TRIBUTES have been paid to a popular member of the Weymouth theatre community.

Dennis Dunford, a director of Weymouth Drama Club productions, has died at home in Weymouth aged 85.

The much-missed husband to Cathrin, father to Christopher and Nicola, brother to Doris and grandfather to Sky was admired for his instinctive talent as a director. Dennis's services to drama were acknowledged by the Queen, who invited him to a Buckingham Palace garden party.

Born in Stinsford, near Dorchester, in 1934, Dennis took up a job in Poundbury as a dairyman. His love of drama developed while he was in the RAF.

Dennis went on to work at County Hall in Dorchester and then Weymouth and Portland Borough Council as a legal executive.

Outside of work Dennis was a member of the Dorchester Community Players and then joined Weymouth Drama Club in 1957.

Over the years Dennis held every committee post at Weymouth Drama Club except treasurer. As an actor he played many parts from Shakespeare, the classics, from murderers to the murdered, light comedies and farce, straight plays to pantomime – he was a dab hand with the sewing machine making dame’s costumes. The plays he directed were staged at Weymouth Pavilion, outside venues and some at the drama club’s Warehouse Theatre.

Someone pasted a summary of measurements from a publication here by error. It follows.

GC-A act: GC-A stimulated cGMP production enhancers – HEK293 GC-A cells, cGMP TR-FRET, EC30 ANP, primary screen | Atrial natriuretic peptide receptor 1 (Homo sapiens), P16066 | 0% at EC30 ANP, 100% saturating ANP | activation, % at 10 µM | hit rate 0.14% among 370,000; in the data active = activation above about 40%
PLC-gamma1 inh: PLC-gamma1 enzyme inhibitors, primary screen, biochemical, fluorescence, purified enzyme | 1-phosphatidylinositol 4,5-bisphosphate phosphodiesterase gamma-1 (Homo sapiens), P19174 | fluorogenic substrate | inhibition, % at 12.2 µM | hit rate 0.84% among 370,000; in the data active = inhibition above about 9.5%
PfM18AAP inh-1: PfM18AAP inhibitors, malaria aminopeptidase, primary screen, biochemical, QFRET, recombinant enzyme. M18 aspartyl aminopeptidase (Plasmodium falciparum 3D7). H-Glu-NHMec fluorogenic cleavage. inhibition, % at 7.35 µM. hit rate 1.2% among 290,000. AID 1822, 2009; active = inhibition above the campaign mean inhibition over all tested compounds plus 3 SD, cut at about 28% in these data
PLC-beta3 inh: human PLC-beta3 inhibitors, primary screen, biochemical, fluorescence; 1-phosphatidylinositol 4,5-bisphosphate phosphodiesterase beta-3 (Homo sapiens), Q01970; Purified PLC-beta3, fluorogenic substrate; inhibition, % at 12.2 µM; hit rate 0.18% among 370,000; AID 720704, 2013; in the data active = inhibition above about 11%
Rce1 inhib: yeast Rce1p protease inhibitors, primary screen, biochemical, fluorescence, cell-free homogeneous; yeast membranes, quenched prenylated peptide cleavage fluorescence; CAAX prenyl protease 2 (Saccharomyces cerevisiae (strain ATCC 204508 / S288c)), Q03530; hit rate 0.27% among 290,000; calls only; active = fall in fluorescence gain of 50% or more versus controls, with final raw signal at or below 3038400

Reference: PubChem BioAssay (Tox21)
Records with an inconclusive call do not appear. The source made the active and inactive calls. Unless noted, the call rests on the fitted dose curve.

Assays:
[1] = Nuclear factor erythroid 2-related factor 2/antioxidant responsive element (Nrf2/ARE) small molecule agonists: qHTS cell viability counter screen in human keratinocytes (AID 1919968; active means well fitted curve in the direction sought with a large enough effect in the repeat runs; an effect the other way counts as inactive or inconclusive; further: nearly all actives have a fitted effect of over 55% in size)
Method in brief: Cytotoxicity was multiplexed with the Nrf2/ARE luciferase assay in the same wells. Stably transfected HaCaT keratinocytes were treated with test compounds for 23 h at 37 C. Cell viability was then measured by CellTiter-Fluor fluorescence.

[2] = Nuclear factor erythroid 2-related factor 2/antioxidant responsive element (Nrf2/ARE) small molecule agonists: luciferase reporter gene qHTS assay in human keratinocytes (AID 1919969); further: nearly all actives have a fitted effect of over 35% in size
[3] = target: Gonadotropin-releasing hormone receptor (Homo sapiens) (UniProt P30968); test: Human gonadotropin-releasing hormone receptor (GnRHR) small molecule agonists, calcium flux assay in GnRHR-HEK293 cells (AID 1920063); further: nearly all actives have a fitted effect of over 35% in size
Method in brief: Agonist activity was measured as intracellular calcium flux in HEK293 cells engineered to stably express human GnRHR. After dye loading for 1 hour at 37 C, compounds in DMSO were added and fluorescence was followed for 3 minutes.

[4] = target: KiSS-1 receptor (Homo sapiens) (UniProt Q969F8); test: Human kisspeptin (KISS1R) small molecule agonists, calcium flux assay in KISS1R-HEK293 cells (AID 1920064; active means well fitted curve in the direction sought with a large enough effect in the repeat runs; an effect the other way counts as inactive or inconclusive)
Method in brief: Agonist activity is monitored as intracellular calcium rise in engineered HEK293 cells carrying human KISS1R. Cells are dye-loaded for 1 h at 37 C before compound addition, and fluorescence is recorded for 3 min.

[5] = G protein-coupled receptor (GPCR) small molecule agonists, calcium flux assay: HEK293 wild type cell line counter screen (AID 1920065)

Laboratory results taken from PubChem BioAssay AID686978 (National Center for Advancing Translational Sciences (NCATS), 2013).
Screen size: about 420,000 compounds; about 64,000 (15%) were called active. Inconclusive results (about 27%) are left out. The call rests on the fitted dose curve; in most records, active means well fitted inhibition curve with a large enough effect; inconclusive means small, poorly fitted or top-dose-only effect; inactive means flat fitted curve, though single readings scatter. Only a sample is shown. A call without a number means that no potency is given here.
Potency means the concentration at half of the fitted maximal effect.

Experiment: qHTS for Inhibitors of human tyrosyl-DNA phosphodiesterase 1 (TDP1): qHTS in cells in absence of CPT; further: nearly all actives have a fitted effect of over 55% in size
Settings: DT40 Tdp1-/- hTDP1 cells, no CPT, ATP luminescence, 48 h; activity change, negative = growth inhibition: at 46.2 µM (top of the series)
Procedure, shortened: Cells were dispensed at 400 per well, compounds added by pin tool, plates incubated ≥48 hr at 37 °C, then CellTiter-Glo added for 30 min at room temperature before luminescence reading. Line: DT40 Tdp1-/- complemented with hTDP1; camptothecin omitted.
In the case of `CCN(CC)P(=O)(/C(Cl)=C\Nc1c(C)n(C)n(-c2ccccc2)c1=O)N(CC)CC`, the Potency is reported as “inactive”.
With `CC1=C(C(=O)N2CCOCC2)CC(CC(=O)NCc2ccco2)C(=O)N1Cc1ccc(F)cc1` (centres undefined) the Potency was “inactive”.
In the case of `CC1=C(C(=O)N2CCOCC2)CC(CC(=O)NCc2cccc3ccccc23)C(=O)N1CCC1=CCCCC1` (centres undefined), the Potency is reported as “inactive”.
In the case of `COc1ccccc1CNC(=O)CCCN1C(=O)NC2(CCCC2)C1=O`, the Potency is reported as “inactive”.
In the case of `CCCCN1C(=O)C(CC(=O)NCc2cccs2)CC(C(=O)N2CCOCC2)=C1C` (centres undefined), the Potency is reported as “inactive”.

In 1962 he started directing plays at the All England Theatre Festival and reached the final three times. He went on to join the committee of the Dorset Drama League and the committee of the Southern Division, for which he was also secretary. He joined the committee of the Western Area and became chairman in 2012.

Also a keen flower arranger, Dennis even won a medal at Chelsea Flower Show.

Weymouth Theatre Club member Chris Walker said Dennis will be 'sorely missed'. He added: "Dennis was perceptive and sensitive in his direction. He always had a vision of how a production should look and sound and trusted you to develop your character in your own way."

Dennis became a respected mentor for many budding young directors.

Jacqui Trent, of the club's youth theatre group Curtain Raisers, remembers: "He was my mentor when I first started directing with the drama club, and has kept me under his wing ever since. Dennis was very supportive of my work with our young people, the Curtain Raisers. He even directed a couple of plays with them and got excellent results."

Richard Grafton of the club said Dennis had 'an eye' for getting the stage to look at its best and was always the 'best dressed' pantomime dame.

Club member Anne White always appreciated Dennis's words of encouragement and said he will be remembered with 'joy, laughter and love'.

A private family funeral has been held but a celebration of Dennis's life is planned. Donations can be made to Dorset County Hospital and Action on Hearing Loss in his memory at